That’s a description of an oar-fish, I think. When Tom finds the Water-Babies of whom it spoke, he completes his moral education under the guidance of two mother-fairies, the ugly Mrs. Bedonebyasyoudid and the beautiful Mrs. Doasyouwouldbedoneby. But the ugly can become beautiful: Kingsley was a Christian and this is a moralistic story too. The dirt that Tom has to lose is spiritual, not just moral and physical: he saw a crucifix in the little girl’s bedroom and didn’t know what it was.

But there’s too much going on in The Water-Babies for any simple reading of Kingsley’s aims. Or perhaps I’m saying that because I’m not a Christian. Either way, the book certainly isn’t conventional in its Christianity. Like C.S. Lewis’s Narnia or J.R.R. Tolkien’s Middle-earth, Kingsley’s world is big enough for non-believers. But it isn’t as coherent as Narnia or Middle-earth, or as easy to enter as Wonderland. That’s part of why The Water-Babies isn’t as famous or as widely read today. Lewis Carroll played with both logic and language; Kingsley plays with both life and language.

That’s what I like about this book. You’ll find vivid little naturalistic touches like spiders shaking in their webs and words like “Necrobioneopalaeonthydrochthonanthropopithekology”. If Charles Dickens and Lewis Carroll had collaborated on a book, it might have ended up something rather like The Water-Babies. And James Joyce would have been good as a collaborator too. I don’t know if he was influenced by The Water-Babies, but he could have been. He too was obsessed with language and water. Both of them are at the heart of this Fairy Tale for a Land Baby.

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Super Bugs: The Biggest, Fastest, Deadliest Creepy Crawlies on the Planet, John Woodward with Dr George McGavin (Dorling Kindersley 2016)

Super Bugs is a big and lavishly illustrated book aimed at children, but I think adults will get the most out of it. It beats film and the internet on their own ground: the images are very powerful and very detailed. In fact, if you’re an arachnophobe or an entomophobe, I wouldn’t recommend opening it. There are spiders here as big as hats and beetles as big as small dogs.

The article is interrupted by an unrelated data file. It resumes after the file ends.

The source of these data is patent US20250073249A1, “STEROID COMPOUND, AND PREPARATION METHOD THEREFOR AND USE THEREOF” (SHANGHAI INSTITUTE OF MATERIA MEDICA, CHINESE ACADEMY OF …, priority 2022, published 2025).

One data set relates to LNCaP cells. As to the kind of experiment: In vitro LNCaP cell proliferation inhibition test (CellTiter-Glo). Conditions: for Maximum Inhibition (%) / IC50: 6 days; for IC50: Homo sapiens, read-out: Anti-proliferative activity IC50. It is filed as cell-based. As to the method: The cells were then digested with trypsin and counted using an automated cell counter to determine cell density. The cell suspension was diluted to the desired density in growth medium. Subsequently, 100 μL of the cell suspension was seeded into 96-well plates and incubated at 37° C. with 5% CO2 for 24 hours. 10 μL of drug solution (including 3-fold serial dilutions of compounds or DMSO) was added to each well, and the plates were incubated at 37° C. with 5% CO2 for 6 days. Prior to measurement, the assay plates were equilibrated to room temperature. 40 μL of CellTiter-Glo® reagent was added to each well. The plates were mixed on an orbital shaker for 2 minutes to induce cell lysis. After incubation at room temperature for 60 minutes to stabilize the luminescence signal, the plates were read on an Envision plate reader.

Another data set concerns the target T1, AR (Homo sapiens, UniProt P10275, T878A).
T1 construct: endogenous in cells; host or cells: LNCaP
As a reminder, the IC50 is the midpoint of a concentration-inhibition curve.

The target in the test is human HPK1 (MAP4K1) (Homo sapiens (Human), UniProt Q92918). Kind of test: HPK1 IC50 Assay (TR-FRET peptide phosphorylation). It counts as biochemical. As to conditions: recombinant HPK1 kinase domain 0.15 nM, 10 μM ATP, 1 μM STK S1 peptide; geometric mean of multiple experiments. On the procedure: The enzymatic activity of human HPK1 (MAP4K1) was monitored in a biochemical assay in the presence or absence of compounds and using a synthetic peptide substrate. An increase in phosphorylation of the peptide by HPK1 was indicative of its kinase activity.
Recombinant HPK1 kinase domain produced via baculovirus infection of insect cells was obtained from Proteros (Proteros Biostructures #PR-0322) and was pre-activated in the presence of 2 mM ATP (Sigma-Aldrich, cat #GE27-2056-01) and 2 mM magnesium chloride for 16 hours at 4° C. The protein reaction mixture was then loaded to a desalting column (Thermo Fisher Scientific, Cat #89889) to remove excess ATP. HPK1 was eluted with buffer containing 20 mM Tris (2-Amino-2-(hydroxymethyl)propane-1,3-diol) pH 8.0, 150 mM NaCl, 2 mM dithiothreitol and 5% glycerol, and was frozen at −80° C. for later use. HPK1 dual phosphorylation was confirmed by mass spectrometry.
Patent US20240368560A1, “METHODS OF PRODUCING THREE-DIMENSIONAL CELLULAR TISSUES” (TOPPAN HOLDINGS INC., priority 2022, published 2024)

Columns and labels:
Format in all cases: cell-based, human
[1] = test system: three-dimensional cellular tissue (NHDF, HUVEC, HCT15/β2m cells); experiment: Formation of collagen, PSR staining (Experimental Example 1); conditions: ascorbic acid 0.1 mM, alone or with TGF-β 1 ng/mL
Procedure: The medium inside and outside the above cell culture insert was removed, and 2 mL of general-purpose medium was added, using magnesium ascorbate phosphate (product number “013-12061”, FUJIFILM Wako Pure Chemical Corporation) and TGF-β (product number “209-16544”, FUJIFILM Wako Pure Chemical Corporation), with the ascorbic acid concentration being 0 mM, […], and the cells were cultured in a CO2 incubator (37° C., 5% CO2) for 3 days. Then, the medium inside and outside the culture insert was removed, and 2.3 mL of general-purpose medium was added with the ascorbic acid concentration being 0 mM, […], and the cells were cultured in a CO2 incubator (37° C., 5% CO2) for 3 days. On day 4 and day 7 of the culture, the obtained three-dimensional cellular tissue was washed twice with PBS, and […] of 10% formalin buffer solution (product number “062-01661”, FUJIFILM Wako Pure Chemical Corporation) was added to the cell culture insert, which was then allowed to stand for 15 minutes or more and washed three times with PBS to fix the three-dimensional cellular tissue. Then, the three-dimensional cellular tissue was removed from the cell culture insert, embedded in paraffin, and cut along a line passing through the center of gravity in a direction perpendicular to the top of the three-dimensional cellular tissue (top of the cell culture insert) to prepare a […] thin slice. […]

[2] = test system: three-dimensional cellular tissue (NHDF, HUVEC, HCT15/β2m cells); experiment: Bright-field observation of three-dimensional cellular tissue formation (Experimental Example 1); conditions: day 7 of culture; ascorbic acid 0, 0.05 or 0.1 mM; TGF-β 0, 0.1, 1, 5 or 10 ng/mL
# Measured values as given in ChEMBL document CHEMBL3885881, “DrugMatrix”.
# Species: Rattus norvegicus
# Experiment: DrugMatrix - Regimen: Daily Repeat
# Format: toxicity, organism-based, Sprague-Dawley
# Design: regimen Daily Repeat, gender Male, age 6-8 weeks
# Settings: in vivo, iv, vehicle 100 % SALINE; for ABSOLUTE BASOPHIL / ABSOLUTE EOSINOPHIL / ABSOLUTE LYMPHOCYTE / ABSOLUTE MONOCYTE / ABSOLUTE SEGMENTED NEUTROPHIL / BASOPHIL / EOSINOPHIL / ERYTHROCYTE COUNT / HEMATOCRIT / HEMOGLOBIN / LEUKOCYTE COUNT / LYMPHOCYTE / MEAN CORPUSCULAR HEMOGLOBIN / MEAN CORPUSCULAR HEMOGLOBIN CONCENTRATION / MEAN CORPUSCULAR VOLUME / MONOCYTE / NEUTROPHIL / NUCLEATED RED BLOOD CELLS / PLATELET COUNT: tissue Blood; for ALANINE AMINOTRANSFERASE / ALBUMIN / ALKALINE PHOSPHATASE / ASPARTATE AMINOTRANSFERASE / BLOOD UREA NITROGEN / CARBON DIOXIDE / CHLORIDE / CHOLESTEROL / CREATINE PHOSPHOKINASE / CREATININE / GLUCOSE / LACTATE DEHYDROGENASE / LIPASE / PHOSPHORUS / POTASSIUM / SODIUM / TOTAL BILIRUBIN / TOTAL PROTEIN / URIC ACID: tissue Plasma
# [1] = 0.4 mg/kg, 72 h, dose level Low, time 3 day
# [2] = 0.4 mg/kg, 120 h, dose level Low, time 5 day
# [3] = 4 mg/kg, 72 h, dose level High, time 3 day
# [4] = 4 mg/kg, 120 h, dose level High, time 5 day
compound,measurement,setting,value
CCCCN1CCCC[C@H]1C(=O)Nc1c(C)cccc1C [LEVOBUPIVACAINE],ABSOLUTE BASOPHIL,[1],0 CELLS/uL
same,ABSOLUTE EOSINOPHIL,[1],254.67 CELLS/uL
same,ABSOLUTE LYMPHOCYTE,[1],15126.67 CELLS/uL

I’m fascinated rather than repulsed by spiders and insects, but I wouldn’t like to meet a vinegaroon in the flesh – or in the oil-dark, glittering carapace. But vinegaroons, or whip scorpions, look more ferocious than they are. They defend themselves by spraying a vinegar-like chemical, hence their name. Not deadly.

Centipedes and real scorpions, on the other hand, are as fearsome as they look. The giant centipede on pages 52 and 53 is magnified to the thickness of an arm, with poisonous fangs as big as fingers. I was uncomfortably reminded of James Bond’s encounter with a giant centipede in Dr No (1958), but the image would probably been more disturbing if it had been life-sized, rather than much bigger.

Then it would have looked more real. A centipede can’t grow as big as an arm and you don’t have to know about oxygen-diffusion and the inefficiency of arthropod respiration to understand that. But we would have understood centipedes and other arthropods quicker if they were so big, because then we would have seen the details of their bodies more clearly. The microscope has been essential to the development of modern science and the giant photos here are a reminder of that.

So are the short but interesting texts that accompany each photo section. There is a world of wonder inside and outside the most ordinary-seeming insect. Not that any insect is really ordinary, but this book collects some of the strangest, from wasps with metal in their ovipositors to beetles that look like violins. Plus peacock spiders, anaesthetic-equipped ticks, and star-shaped-egg-laying tardigrades, which might be called the toughest of the tiniest.

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ბიბლია / Biblia (Georgian Bible) (2013)

Georgian is the most difficult language I’ve ever seriously studied. Phonetically it’s probably the most difficult full stop. But I continue to plod away at it and bought this Bible to help me. I wanted to encounter Georgian in the wild, as it were. Not that this is truly wild Georgian: it’s a translation, not something composed by a native speaker from scratch. But Bibles are usually strong influences on the language of a Christian nation and the Georgian Bible, like Georgian Christianity, is among the oldest in the world.